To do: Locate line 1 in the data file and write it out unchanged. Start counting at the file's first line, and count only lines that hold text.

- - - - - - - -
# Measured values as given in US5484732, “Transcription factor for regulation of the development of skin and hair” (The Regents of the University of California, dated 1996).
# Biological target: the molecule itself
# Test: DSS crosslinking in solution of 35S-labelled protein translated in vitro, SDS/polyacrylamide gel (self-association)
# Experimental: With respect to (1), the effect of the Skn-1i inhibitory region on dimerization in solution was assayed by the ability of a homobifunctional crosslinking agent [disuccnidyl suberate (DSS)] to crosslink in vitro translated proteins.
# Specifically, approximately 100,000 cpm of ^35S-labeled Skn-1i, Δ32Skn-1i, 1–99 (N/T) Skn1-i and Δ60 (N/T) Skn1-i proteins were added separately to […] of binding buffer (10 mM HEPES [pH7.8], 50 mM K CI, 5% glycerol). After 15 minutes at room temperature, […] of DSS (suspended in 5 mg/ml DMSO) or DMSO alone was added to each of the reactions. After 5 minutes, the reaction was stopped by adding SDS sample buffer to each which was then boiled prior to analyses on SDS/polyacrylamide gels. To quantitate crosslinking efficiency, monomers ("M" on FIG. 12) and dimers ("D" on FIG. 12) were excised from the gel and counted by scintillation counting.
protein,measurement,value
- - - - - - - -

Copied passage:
# Measured values as given in US5484732, “Transcription factor for regulation of the development of skin and hair” (The Regents of the University of California, dated 1996).